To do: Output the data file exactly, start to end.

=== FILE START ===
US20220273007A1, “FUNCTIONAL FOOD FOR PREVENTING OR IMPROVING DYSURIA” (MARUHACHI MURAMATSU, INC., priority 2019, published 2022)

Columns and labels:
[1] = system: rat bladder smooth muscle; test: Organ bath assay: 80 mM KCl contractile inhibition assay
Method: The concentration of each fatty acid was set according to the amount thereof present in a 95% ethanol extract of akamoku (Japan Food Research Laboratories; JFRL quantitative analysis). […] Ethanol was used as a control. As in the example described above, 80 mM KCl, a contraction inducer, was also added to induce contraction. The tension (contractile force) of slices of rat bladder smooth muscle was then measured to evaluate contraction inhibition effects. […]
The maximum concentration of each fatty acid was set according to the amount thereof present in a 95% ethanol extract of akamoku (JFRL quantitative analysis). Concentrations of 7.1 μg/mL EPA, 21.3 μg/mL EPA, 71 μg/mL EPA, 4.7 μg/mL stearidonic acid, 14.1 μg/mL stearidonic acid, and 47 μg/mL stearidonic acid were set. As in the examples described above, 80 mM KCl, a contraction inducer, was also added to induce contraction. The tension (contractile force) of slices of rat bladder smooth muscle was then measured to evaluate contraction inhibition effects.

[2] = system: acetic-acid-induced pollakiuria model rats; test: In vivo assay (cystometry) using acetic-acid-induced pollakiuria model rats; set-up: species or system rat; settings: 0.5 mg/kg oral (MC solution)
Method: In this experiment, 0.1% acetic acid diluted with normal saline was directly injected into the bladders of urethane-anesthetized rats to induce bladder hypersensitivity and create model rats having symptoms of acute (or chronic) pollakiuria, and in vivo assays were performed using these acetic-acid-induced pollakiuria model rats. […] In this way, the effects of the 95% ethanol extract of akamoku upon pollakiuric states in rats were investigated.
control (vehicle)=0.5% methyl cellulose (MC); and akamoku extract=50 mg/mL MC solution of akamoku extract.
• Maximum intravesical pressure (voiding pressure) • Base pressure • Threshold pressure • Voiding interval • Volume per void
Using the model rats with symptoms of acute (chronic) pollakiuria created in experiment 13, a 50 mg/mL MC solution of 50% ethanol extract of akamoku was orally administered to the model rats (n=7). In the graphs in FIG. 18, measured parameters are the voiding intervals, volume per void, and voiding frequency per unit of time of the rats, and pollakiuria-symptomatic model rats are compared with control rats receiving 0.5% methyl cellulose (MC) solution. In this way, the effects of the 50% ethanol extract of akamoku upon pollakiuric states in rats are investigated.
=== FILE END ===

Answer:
US20220273007A1, “FUNCTIONAL FOOD FOR PREVENTING OR IMPROVING DYSURIA” (MARUHACHI MURAMATSU, INC., priority 2019, published 2022)

Columns and labels:
[1] = system: rat bladder smooth muscle; test: Organ bath assay: 80 mM KCl contractile inhibition assay
Method: The concentration of each fatty acid was set according to the amount thereof present in a 95% ethanol extract of akamoku (Japan Food Research Laboratories; JFRL quantitative analysis). […] Ethanol was used as a control. As in the example described above, 80 mM KCl, a contraction inducer, was also added to induce contraction. The tension (contractile force) of slices of rat bladder smooth muscle was then measured to evaluate contraction inhibition effects. […]
The maximum concentration of each fatty acid was set according to the amount thereof present in a 95% ethanol extract of akamoku (JFRL quantitative analysis). Concentrations of 7.1 μg/mL EPA, 21.3 μg/mL EPA, 71 μg/mL EPA, 4.7 μg/mL stearidonic acid, 14.1 μg/mL stearidonic acid, and 47 μg/mL stearidonic acid were set. As in the examples described above, 80 mM KCl, a contraction inducer, was also added to induce contraction. The tension (contractile force) of slices of rat bladder smooth muscle was then measured to evaluate contraction inhibition effects.

[2] = system: acetic-acid-induced pollakiuria model rats; test: In vivo assay (cystometry) using acetic-acid-induced pollakiuria model rats; set-up: species or system rat; settings: 0.5 mg/kg oral (MC solution)
Method: In this experiment, 0.1% acetic acid diluted with normal saline was directly injected into the bladders of urethane-anesthetized rats to induce bladder hypersensitivity and create model rats having symptoms of acute (or chronic) pollakiuria, and in vivo assays were performed using these acetic-acid-induced pollakiuria model rats. […] In this way, the effects of the 95% ethanol extract of akamoku upon pollakiuric states in rats were investigated.
control (vehicle)=0.5% methyl cellulose (MC); and akamoku extract=50 mg/mL MC solution of akamoku extract.
• Maximum intravesical pressure (voiding pressure) • Base pressure • Threshold pressure • Voiding interval • Volume per void
Using the model rats with symptoms of acute (chronic) pollakiuria created in experiment 13, a 50 mg/mL MC solution of 50% ethanol extract of akamoku was orally administered to the model rats (n=7). In the graphs in FIG. 18, measured parameters are the voiding intervals, volume per void, and voiding frequency per unit of time of the rats, and pollakiuria-symptomatic model rats are compared with control rats receiving 0.5% methyl cellulose (MC) solution. In this way, the effects of the 50% ethanol extract of akamoku upon pollakiuric states in rats are investigated.